WASHINGTON - A precedent-setting agreement between the Federal Communications Commission and United South and Eastern Tribes led off the list of accomplishments at USET's annual "Impact Week" meetings in Washington Feb. 2 - 5.
The agreement signed by USET and the FCC "spells out the understanding of ? best practices in fulfilling the 106 requirements" of the National Historic Preservation Act, said Tim Martin, USET's executive director. Section 106 requires a review process prior to construction projects that would affect NHPA-protected properties, including properties of Native-specific religious and cultural significance. Tribes nationwide have expressed concerns over the perceived and actual threat of projects that may be initiated on the presumption that NHPA review processes won't be activated. Once initiated, construction may cause damage that is difficult or impossible to undo; once in place, the structures may become a fait accompli that subsequent review is hard-pressed to overthrow.
As so-called wireless communications towers (sometimes called "cell towers" as they often accommodate cellular telephones) increasingly penetrate even remote geographic settings, the potential for intrusive siting has grown. The FCC agreement with USET envisions a series of best practices (finalizing them is still a work in progress) that will help to include tribes in the national movement toward advanced telecommunications while protecting their environmental and historic resources - "including tribal sites of cultural importance," according to an FCC news release.
The release declares the USET memorandum of understanding "the first of its kind for the FCC with Tribes," and offers it as a model for cooperation with all tribes.
On the same day that FCC Chairman Michael K. Powell signed the best practices accord with USET President Keller George, the FCC also announced its new Internet-based Tower Construction Notification System. "Early notification of proposed construction helps avoid situations where towers are constructed before completion of the Section 106 review process, thus ensuring protection of historic properties ?" the FCC stated in a Feb. 3 public notice. "Early notification also enables the Commission to consult on a government-to-government basis with federally-recognized Tribes at an early date."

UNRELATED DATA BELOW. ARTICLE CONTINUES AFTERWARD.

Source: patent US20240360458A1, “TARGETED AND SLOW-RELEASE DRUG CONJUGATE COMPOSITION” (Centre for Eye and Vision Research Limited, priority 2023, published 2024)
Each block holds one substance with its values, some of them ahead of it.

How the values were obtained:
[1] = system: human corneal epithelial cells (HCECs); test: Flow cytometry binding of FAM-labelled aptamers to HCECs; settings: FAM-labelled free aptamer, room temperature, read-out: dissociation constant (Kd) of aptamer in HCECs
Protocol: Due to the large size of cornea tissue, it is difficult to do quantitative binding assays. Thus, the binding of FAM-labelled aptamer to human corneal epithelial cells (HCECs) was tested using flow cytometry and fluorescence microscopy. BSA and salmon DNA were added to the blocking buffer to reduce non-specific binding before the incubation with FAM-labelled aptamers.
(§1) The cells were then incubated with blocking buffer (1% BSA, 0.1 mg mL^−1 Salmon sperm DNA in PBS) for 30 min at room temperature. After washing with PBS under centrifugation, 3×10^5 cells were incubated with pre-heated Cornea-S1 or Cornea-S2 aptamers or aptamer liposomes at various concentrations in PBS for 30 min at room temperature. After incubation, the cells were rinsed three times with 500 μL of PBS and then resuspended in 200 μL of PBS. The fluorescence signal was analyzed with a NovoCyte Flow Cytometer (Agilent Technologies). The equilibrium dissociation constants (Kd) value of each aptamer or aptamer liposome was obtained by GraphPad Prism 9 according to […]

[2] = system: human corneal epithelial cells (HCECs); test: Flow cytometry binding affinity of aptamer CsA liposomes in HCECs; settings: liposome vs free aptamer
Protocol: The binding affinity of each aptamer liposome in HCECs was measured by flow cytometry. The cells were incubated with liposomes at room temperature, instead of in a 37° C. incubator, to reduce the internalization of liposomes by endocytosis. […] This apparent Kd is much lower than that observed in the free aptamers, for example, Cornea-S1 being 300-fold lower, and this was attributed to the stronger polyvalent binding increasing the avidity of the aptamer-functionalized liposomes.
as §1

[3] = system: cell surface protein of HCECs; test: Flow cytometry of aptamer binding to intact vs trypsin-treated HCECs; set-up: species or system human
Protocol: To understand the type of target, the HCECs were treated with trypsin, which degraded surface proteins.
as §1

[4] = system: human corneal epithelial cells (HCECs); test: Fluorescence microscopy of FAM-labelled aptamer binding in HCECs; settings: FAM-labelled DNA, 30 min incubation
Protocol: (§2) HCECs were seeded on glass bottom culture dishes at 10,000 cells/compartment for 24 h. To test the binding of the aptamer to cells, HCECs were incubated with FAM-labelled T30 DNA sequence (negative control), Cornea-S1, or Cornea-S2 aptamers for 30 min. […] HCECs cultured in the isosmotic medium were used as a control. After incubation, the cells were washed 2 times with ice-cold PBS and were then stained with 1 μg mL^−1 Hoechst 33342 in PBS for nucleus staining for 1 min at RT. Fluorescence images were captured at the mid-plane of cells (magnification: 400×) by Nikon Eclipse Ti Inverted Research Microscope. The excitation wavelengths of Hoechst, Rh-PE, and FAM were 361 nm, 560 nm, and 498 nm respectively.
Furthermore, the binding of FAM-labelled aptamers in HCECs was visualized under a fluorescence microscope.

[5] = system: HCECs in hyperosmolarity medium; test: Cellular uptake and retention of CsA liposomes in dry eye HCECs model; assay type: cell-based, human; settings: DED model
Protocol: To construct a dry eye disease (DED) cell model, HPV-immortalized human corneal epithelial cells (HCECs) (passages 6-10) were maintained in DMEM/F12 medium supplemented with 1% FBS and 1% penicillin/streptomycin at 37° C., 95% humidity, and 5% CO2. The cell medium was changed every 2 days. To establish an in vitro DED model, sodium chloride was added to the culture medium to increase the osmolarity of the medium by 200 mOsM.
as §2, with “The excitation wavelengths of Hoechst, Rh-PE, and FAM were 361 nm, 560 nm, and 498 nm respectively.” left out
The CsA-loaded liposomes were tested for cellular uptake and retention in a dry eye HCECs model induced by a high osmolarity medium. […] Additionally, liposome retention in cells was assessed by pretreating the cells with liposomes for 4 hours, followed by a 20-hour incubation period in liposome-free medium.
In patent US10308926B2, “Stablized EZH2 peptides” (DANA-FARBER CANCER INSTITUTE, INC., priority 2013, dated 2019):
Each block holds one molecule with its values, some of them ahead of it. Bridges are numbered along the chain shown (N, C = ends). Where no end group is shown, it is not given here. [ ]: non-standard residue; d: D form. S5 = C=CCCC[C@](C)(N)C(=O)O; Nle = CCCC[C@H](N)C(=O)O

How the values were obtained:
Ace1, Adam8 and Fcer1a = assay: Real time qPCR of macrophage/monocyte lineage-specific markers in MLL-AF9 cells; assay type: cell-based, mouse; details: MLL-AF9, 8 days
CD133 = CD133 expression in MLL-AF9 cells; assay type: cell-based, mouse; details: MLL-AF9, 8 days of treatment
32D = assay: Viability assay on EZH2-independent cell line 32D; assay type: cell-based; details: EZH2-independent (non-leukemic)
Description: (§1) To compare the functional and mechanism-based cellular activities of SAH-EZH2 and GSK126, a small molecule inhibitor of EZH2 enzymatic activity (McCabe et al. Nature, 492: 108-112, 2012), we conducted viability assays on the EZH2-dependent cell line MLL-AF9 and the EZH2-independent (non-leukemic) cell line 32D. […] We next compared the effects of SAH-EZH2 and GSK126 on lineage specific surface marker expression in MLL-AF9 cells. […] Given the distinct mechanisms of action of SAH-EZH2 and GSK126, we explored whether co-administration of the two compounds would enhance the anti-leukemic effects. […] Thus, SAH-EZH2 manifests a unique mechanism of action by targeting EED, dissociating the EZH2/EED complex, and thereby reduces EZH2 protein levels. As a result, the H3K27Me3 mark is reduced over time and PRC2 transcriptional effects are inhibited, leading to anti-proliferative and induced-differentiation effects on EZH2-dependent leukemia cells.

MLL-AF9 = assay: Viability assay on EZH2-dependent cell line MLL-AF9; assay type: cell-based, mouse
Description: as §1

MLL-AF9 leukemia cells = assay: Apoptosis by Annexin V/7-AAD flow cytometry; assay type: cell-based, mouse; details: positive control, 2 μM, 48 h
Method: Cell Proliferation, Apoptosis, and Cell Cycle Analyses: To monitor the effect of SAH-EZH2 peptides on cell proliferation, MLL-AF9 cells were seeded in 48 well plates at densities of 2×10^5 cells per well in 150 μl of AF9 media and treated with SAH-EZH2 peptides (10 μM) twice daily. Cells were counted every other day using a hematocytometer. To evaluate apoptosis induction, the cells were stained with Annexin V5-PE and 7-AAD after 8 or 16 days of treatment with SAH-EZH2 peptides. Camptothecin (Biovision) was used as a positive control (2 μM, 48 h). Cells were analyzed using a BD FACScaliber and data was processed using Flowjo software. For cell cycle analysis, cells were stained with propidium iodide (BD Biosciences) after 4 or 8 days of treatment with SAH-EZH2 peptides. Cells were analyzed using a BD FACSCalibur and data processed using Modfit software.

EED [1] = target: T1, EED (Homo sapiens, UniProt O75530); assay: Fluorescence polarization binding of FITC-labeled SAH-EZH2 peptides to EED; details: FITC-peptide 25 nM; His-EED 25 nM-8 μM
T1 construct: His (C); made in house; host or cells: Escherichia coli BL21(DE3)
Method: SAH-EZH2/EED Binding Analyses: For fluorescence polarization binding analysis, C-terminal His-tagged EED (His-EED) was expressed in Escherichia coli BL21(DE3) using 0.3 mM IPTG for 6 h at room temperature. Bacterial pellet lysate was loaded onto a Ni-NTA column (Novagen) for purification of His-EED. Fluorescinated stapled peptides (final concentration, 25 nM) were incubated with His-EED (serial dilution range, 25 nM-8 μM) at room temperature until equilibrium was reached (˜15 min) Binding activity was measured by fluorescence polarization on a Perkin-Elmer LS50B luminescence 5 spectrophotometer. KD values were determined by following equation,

Tribes, Native Hawaiian organizations and state historic preservation officers, as well as tower construction entities, can register information and receive construction proposal notices, initiating FCC consultation.
In its public notice and again in the news release, the FCC emphasized that the notification system does not replace Section 106 consultation and is not meant to abet improper identification of tribal traditional cultural properties. Passwords are required, and other protections are in place.
The discovery of lethal ricin in Senate offices during Impact Week somewhat hampered the turnout of congressional speakers, Martin said. Even so, Reps. Dale Kildee, D-Mich., Frank Pallone, D-N.J., and Brad Carson and Tom Cole from Oklahoma (Democratic and Republican members in the House of Representatives, respectively), all turned out from the House Native American Caucus to address the attendees. So did BIA Chief Dave Anderson, Surgeon General Richard Carmona and undersecretaries from federal housing agencies and the Cabinet-level Department of Health and Human Services. Attorney Mark Van Norman also spoke for the National Indian Gaming Association.
At its concluding business meeting, USET adopted a resolution opposing procedural maneuvers around the House bill to tax Internet cigarette sales. H.R. 2824, the Internet Tobacco Sales Enforcement Act, "is being legislated through appropriations rather than through the committee of jurisdiction," Martin said.
The House Resources Committee, chaired by Richard Pombo, R-Calif., traditionally has jurisdiction over Indian-specific bills in the House. Pombo asserted that jurisdiction in 2003, and asked for a referral of 2824 to Resources after it passed the Judiciary Committee. Kildee views the bill as unconstitutional in its provisions for state power over tribal vendors. Speaking to applause before the USET audience, he vowed to rally votes against it in the full House.